Incredible Inevitable Television

20 Nov

Though 24 follows an advanced counter-terrorism intelligence unit with access to advanced technology, it seems like Jack Bauer and his crew watch a lot of TV.

In Episode 3, the terrorists make themselves known through a localized broadcast system. They arrange themselves around a kneeling hostage in front of a camcorder, wearing the ski-masks and military gear we’ve all come to know. The broadcast is picked up simultaneously by the Department of Defense and the major public broadcast networks, and when given the choice between two sources, the advanced CTU and the President’s handlers both make the choice to flip the nearest television to the news. The President watches in horror as the terrorists make the demand that he halt the signing of his counter-terrorism treaty with Russia, begging his aide that they make the networks stop.

“We have to get this lunatic off the air!”
“Sir, we can contact the networks, but they’re under no legal obligation to comply.”

He then backs away hopelessly, seeming to accept that the fate of the nation is not in his hands, but in the media’s. Let’s think about that for a second. He is the president, and he is getting his information through TV. He is not in the Situation Room, or in a smoke-filled conference room working to resolve the issue facing his country. He flips on the TV. Real world precedents for the media coverage of pressing issues of national security definitely exist: but when the Unabomber demanded that his manifesto be published in major newspapers, the papers waited for the government’s position. It was determined that the publication could lead to the bomber’s capture and save lives. This logic seems not to reach the relevant parties in 24. Minimizing media presence of hostile terrorists could have diffused the situation, but the President and his aides cede control to the news media.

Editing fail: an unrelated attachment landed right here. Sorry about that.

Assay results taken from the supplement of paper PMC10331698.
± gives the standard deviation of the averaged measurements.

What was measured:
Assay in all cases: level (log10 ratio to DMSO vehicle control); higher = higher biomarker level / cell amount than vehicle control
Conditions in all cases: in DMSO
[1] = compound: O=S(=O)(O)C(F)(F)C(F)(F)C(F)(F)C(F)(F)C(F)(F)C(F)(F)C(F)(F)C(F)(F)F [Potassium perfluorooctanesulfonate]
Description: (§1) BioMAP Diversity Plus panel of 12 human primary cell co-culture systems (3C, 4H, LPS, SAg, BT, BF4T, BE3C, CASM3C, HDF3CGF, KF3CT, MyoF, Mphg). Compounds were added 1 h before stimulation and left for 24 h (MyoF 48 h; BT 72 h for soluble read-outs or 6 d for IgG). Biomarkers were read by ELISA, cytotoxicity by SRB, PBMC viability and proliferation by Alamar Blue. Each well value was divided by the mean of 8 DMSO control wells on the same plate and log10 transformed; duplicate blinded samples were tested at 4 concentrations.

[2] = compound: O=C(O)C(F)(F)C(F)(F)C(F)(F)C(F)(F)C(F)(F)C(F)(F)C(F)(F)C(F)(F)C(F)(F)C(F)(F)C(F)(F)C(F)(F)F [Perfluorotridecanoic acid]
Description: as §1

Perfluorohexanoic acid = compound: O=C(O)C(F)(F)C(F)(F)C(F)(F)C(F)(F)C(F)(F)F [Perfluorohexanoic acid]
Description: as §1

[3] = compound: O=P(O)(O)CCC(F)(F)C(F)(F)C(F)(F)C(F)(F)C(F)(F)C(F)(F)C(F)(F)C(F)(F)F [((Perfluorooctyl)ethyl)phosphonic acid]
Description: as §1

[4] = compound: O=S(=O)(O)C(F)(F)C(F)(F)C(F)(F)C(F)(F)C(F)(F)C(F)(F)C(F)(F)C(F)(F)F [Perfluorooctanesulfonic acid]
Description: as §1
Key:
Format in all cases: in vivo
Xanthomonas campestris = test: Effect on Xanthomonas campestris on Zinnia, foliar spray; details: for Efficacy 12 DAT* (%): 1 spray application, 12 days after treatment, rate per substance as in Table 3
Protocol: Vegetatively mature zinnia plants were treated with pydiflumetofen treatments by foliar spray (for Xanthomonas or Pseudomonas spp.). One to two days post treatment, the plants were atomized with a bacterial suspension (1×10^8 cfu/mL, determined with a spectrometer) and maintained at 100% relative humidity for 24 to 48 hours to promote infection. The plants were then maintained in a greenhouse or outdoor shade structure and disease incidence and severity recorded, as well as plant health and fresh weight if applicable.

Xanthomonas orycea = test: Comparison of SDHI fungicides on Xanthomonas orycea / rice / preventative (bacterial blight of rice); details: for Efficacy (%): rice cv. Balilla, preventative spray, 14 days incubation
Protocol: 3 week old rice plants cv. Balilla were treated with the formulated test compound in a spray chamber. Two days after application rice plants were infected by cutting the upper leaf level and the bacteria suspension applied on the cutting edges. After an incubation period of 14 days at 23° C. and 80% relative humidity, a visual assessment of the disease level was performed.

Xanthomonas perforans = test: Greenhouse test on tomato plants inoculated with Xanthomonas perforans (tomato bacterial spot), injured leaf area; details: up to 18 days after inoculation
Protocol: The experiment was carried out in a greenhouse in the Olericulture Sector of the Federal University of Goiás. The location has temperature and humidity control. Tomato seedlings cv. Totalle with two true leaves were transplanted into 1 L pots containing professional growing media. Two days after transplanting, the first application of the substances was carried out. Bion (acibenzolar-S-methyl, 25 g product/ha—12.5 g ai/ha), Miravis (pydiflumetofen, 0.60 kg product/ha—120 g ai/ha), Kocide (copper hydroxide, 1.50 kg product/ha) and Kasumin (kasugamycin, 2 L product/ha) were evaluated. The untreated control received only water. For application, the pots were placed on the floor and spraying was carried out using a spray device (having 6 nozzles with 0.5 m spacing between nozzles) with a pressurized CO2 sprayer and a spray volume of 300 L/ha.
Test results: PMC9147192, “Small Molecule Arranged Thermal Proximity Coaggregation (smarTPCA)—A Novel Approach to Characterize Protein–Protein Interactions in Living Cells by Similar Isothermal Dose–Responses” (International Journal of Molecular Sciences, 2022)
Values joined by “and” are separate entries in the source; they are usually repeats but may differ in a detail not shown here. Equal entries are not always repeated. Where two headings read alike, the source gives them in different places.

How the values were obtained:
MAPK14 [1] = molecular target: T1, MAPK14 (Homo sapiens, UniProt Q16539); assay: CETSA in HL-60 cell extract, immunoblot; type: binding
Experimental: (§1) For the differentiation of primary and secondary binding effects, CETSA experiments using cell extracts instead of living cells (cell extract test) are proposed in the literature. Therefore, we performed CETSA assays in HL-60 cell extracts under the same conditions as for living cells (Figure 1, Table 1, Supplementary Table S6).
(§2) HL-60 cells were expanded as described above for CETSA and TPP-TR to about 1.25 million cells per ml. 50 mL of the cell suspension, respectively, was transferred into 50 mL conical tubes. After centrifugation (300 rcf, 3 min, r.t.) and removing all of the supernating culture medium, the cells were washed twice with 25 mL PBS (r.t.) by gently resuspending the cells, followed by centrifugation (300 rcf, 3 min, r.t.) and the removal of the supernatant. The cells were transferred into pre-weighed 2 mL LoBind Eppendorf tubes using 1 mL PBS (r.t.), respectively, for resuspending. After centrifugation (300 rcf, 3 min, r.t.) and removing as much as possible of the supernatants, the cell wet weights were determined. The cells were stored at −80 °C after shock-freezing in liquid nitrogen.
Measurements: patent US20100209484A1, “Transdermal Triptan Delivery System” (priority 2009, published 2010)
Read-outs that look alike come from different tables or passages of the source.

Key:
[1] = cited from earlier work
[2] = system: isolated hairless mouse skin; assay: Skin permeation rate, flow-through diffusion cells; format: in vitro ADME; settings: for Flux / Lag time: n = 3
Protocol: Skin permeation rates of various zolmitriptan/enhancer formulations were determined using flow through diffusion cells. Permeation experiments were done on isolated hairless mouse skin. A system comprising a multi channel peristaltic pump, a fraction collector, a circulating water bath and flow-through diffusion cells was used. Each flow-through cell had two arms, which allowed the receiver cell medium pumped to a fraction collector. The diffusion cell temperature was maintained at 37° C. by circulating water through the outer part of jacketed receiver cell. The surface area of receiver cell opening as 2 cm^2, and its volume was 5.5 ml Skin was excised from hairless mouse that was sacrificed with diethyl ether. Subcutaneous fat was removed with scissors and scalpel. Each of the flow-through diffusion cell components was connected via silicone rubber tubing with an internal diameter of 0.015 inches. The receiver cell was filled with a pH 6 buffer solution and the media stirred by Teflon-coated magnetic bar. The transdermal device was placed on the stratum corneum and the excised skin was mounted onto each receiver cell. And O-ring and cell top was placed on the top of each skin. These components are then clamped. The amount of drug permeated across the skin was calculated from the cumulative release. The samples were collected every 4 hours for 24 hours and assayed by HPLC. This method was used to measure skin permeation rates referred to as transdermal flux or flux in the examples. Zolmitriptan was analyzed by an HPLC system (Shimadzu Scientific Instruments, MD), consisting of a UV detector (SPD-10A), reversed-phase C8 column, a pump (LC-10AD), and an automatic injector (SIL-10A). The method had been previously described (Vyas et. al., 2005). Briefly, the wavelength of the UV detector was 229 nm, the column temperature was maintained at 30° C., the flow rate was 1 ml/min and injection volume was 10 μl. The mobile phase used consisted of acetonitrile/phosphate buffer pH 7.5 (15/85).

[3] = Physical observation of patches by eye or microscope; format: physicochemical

In the next episode, the same logic surfaces. The treaty-signing ceremony begins, and the aide refuses to accept that he could even stall the ceremony. He could not fathom the idea of adding a few paragraphs to the President’s speech.

“No, the entire world is watching this on live television; the presidents of the United States and Russia are onstage now. This process has been set in motion, no one can stall it.”

The ceremony is even allowed to run ahead of schedule, as the CTU scrambles to launch a rescue operation before the moment of the treaty signing. This seems to be an instance where the show’s obsession with the “nick-of-time” rescue causes the show to depart from reality. Governmental control takes a back seat to the supremacy of the media. It is unstoppable, and cannot be told what to do, even by the Counter Terrorist Unit and the President of the United States.

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6 Responses to “Incredible Inevitable Television”

  1. crystalfong November 24, 2012 at 12:41 am #

    This post reminds me of how important the media is in the pilot episode of Homeland. It’s very clear that appearances before the camera matter the most. When Sergeant Brody is puking into a toilet on the plane, the politician doesn’t care and just wants him to smile and wave like it’s the “fucking Macy’s Parade” because the Vice President and the paparazzi will be awaiting him. They have no regard for the personal comfort of Brody, but instead care more of how the outside world will perceive him via mass media. Are politicians such a slave to the media that they disregard Brody’s personal issues? These shows make you wonder if the media or the government has greater power.

  2. alessiofranko November 24, 2012 at 3:09 pm #